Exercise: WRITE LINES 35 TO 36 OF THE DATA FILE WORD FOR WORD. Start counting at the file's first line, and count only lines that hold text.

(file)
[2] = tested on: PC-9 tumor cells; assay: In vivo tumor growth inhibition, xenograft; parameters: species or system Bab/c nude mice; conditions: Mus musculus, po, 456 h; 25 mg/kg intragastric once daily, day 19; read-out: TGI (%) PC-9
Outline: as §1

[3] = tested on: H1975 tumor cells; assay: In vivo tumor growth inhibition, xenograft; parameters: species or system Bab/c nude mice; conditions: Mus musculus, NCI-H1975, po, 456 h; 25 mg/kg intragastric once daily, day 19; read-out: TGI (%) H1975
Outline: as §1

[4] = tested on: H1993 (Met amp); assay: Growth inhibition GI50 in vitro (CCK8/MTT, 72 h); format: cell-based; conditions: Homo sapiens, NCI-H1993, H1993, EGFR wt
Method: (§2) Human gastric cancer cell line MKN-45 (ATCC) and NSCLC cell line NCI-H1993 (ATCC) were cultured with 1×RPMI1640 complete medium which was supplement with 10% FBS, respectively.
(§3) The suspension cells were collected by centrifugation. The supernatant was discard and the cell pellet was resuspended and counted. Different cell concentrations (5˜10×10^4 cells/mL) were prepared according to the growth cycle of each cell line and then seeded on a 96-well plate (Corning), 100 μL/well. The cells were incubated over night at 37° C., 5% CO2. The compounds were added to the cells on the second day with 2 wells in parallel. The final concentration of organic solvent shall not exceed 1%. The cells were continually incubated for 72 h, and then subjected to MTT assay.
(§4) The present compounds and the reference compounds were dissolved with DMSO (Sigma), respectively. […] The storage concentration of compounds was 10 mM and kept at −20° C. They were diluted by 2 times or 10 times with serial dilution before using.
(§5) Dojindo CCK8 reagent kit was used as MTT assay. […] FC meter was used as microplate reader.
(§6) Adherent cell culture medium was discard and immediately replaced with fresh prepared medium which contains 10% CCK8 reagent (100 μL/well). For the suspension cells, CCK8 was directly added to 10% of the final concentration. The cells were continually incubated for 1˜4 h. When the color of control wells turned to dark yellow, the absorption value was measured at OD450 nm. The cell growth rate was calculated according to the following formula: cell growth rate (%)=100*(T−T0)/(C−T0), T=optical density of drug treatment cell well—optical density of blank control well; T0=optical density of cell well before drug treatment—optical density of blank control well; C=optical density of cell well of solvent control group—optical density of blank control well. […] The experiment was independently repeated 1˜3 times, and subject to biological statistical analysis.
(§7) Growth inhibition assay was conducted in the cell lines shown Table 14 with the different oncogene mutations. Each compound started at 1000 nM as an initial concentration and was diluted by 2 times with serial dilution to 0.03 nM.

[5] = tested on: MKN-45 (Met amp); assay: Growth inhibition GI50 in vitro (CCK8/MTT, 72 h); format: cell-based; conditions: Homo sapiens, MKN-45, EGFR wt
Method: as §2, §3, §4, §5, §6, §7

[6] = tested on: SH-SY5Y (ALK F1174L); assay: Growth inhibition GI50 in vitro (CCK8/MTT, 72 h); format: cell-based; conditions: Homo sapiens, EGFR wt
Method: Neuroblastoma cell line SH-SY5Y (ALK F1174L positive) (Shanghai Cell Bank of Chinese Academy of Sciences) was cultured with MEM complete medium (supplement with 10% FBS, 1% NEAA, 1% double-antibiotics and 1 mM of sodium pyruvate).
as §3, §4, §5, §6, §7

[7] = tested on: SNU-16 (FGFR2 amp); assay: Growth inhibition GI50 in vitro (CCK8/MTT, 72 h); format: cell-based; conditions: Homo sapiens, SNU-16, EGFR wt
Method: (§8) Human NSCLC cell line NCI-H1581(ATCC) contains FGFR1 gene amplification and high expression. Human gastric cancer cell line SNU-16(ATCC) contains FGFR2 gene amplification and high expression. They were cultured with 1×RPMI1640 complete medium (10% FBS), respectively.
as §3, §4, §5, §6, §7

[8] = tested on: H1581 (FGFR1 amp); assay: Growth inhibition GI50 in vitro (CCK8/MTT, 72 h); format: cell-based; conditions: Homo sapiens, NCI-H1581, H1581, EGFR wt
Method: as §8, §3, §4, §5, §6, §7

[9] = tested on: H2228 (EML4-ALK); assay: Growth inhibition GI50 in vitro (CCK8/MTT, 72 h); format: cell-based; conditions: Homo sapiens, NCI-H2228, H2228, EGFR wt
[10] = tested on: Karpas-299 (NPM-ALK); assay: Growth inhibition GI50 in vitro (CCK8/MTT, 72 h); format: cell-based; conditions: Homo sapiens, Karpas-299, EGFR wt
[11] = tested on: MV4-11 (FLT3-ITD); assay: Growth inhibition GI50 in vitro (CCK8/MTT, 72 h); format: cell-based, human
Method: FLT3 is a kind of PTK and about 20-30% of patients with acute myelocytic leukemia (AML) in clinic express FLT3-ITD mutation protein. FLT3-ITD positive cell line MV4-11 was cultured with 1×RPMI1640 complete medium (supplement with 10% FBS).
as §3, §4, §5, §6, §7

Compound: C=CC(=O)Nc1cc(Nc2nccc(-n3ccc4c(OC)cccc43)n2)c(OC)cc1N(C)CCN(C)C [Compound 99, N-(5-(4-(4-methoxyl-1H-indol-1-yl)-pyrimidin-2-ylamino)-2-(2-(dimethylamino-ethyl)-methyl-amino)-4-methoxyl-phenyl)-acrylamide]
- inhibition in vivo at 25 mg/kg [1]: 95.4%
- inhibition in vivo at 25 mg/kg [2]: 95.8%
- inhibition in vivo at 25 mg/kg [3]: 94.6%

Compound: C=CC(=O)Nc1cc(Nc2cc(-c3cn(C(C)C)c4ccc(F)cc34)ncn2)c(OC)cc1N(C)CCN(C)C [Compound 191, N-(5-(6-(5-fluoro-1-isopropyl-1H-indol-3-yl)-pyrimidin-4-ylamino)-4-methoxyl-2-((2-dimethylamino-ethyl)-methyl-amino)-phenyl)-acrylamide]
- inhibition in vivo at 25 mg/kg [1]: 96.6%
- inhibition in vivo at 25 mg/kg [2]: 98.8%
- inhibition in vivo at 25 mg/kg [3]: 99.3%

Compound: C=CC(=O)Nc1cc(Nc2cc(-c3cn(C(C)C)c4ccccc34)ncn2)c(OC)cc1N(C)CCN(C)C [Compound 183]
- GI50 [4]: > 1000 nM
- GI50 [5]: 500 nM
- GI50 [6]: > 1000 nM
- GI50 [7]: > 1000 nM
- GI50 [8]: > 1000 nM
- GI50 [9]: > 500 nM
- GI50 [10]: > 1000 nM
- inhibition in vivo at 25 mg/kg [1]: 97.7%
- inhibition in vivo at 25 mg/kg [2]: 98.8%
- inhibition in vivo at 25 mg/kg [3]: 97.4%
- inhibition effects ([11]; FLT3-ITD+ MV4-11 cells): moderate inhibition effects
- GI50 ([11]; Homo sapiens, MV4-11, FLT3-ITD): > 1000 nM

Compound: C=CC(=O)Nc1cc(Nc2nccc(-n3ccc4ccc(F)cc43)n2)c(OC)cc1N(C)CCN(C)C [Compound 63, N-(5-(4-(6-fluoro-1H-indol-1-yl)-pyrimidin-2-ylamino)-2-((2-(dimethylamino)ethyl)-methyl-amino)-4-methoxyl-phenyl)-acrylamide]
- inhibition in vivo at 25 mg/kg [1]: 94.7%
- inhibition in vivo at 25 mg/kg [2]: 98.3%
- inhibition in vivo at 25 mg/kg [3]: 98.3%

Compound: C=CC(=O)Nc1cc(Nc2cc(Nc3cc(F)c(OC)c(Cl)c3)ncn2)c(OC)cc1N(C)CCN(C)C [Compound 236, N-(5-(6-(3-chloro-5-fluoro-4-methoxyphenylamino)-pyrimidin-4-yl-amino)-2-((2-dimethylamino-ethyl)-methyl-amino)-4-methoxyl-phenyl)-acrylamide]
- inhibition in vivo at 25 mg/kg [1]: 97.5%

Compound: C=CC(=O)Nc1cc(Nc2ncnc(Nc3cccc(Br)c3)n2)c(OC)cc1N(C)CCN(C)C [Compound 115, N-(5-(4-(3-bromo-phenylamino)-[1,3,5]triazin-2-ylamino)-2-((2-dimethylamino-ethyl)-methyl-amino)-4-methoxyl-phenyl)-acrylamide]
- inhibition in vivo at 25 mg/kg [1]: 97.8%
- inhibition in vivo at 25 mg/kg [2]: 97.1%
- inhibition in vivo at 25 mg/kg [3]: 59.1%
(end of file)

Compound: C=CC(=O)Nc1cc(Nc2cc(-c3cn(C(C)C)c4ccccc34)ncn2)c(OC)cc1N(C)CCN(C)C [Compound 183]
- GI50 [4]: > 1000 nM